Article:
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Often when we review a phone and we move to the calling section, it's a very easy task to explain. You press a button, select a name and call. Hang up after, if you want.
But the HTC Desire just blows that concept out the water. You get such a plethora of options for the contact information, and the call quality and reception is great.
The main thing to know about the phonebook on the HTC Desire is the sheer volume of information you can throw in there. You can link a name with their Google account, Facebook, Flickr, Exchange... oh and the phone number too.
Basically, when you turn the Desire on for the first time, you're asked to log into Google, Twitter, Facebook, Flickr (and T-Mobile's email service on our test device).
Not only does this give you access to your Gmail and populate Peep (the Desire's inbuilt Twitter application) it adds all the names from Facebook and Google contacts into the address book.
Now, here comes the science - you can then link the information all together. The phone will search for common phone numbers and email addresses, and link these profiles automatically - which is cool enough.
But then you're left with around 300 names that should go together, but aren't - a very time consuming task ahead.
Well, HTC has thought of this and while the problem isn't completely solved, there's help at hand.
Basically, the Desire will search through names and addresses and look for common themes and offer them as suggested links in the top right-hand corner of the screen - making linking a very swift process 99% of the time.
Yes, it takes around 30 minutes to set it up when you get the phone, but trust us - it's worth it.
From the linked profile, you get to see call history, Facebook updates, Flickr and Facebook photos, email conversations you've shared - simply by sliding your finger across the bottom of the screen along a different selection of icons.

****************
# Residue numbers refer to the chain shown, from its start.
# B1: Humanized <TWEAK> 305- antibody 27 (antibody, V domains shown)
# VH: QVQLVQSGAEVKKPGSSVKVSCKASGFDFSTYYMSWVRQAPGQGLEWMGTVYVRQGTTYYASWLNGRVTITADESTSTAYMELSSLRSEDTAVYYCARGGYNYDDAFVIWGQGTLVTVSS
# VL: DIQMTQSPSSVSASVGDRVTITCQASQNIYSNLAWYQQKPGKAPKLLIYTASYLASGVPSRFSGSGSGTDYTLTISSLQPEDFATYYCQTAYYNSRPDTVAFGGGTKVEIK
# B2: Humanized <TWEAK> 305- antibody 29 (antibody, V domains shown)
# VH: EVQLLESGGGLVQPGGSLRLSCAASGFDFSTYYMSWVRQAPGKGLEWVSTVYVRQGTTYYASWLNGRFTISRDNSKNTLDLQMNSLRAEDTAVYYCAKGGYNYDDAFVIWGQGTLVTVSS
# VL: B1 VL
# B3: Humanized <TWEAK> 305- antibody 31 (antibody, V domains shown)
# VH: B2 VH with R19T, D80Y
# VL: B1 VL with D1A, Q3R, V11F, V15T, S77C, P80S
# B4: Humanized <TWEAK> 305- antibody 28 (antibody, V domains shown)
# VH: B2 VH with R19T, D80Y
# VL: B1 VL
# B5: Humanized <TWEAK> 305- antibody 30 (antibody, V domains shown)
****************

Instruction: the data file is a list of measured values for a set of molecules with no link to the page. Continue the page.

Again, we're talking slick here - the HTC Desire never gives in and won't judder at all during this process, even when it's updating and populating.
However, there are a couple of issues - when you've linked up all your contacts, for some reason they split into two alphabetised groups in the phonebook list - we have no idea why.
The HTC Desire was a little temperamental the first time we tried calling - it basically just hung there and then disconnected the call, which worried us a little bit.
But after that, it was plain sailing - quick connections and easy dialling. The 'Phone' tab is prominent on all the home screens, and pulls up the most recently called contacts as well as the number pad.
You can also use the dialler as a T9 dictionary to tap in a contact's name and it will be pushed to the top of the list - a feature nabbed from HTC's Windows Mobile days.
Connection as we said was pretty flawless, although we did have trouble shaking the HTC Desire off roaming networks at times.
Basically, it will sniff out an alternative network for data and voice at times - which is great for maintaining signal for calls.
But if you want high speed 3G data, that's not going to happen when roaming; but even when we knew we'd moved into a high 3G signal area, it struggled to jump back.
Not a major problem, but slightly irritating nonetheless.
The more important flipside of that is the HTC Desire is great when you suddenly pop back into signal - ie when you emerge from a tube.
Within seconds you're up and running again with a good few bars - we know that's important to a number of users.
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Gareth has been part of the consumer technology world in a career spanning three decades. He started life as a staff writer on the fledgling TechRadar, and has grown with the site (primarily as phones, tablets and wearables editor) until becoming Global Editor in Chief in 2018. Gareth has written over 4,000 articles for TechRadar, has contributed expert insight to a number of other publications, chaired panels on zeitgeist technologies, presented at the Gadget Show Live as well as representing the brand on TV and radio for multiple channels including Sky, BBC, ITV and Al-Jazeera. Passionate about fitness, he can bore anyone rigid about stress management, sleep tracking, heart rate variance as well as bemoaning something about the latest iPhone, Galaxy or OLED TV.